Avoid bringing unnecessary items to your event. It is much easier to keep track of all your belongings and minimizes the risk of lost or stolen items. Plus, who wants to lug around a bunch of stuff, anyways?
Unnecessary items could include extra cash — some venues are cashless anyway and only accept credit card or tap-to-pay options like Apple Pay — as well as flashy jewelry or other items that call unnecessary attention to you.
Keep items in a front pocket where it’s more difficult for pickpockets to reach unnoticed. Backpacks are also easy targets, as are large purses, especially those with thin straps. Fanny packs (also known as bumbags, waist bags, or belt bags) are a safer alternative.
It takes just a moment of letting your guard down for something unexpected to happen. The more you’re aware of your surroundings, the better you’ll be able to take action. Maybe someone is acting strange near you. Maybe there’s a pickpocket in your midst. When you’re observant, you can remove yourself from a situation before it becomes a problem.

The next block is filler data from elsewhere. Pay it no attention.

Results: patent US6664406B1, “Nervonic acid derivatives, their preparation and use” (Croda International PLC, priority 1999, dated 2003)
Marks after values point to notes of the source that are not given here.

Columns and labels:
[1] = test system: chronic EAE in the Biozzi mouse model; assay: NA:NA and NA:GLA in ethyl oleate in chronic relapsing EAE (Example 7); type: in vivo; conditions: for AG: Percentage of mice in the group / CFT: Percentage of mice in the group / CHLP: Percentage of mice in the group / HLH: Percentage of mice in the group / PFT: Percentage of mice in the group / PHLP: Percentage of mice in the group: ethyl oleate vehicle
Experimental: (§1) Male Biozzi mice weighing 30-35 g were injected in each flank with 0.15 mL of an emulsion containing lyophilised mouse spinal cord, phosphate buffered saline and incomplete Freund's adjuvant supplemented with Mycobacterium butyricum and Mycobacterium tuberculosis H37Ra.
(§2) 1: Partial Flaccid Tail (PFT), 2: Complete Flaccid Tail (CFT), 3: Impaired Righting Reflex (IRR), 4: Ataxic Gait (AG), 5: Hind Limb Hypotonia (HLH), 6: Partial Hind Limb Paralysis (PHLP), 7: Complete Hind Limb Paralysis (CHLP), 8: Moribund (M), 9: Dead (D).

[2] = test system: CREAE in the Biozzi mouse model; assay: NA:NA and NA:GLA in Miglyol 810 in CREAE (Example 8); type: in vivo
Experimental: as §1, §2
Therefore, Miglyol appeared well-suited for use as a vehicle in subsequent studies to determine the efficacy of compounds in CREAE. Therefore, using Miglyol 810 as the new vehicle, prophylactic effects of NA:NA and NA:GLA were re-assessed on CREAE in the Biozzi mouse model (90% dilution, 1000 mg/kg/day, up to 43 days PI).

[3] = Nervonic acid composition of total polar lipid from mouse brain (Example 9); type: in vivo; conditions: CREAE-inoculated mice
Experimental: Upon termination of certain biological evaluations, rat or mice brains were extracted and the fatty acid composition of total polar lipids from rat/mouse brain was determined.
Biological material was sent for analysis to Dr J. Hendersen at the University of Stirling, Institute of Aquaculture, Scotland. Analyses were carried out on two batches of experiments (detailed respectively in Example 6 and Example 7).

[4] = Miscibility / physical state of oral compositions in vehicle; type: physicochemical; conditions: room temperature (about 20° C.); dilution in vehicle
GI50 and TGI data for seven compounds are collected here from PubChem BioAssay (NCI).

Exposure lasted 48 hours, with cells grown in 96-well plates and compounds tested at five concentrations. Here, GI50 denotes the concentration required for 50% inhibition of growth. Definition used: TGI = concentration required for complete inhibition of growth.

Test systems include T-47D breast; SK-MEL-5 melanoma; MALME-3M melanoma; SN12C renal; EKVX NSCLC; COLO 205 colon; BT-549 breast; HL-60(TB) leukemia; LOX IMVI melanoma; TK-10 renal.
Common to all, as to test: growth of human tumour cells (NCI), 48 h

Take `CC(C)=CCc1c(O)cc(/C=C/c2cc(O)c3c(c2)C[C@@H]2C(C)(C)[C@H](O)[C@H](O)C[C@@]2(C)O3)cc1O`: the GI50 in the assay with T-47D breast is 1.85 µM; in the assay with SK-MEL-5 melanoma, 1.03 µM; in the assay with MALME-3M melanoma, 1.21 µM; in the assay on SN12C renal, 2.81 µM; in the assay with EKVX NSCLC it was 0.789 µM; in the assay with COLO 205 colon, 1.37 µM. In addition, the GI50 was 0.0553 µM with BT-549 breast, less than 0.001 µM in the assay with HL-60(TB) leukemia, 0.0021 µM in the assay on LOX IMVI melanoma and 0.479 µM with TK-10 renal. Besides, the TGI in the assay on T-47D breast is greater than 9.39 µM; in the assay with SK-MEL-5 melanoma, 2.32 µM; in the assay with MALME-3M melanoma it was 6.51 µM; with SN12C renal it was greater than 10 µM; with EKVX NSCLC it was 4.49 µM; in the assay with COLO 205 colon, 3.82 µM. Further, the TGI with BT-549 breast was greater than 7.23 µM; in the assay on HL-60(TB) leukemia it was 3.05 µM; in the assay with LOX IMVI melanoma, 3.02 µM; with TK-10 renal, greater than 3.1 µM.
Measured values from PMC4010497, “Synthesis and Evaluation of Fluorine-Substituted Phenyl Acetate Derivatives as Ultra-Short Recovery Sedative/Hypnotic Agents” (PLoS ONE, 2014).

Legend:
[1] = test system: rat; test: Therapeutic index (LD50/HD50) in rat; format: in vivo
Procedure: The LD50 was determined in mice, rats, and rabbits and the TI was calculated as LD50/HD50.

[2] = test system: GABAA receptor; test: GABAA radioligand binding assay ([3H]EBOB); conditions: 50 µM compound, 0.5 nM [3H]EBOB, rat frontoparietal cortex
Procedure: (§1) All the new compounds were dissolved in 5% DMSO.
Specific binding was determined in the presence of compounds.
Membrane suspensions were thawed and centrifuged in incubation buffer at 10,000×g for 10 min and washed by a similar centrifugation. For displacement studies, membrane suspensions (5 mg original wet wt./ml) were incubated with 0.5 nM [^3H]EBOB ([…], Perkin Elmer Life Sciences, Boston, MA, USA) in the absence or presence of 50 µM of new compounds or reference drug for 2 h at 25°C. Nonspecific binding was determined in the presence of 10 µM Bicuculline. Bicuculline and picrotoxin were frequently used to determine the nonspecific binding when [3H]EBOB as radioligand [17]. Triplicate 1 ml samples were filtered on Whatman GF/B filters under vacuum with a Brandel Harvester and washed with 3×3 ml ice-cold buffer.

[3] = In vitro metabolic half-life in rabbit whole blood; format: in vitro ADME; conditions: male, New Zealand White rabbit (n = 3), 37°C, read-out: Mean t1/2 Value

Included in this is knowing your way around. We all rely on our phones to help us navigate these days, but it’s a good idea to have an idea of how to get places. For starters, you’ll be less likely to call attention to yourself as an outsider — and, therefore, an easy target — but you’ll also be able to get somewhere safe more quickly when you already have a general lay of the land.
It’s always better to be safe than sorry. Just because your hotel room is locked doesn’t necessarily mean your items are secure. Almost all hotel rooms have a safe with a programmable code. Take advantage of this to keep your valuables as secure as possible.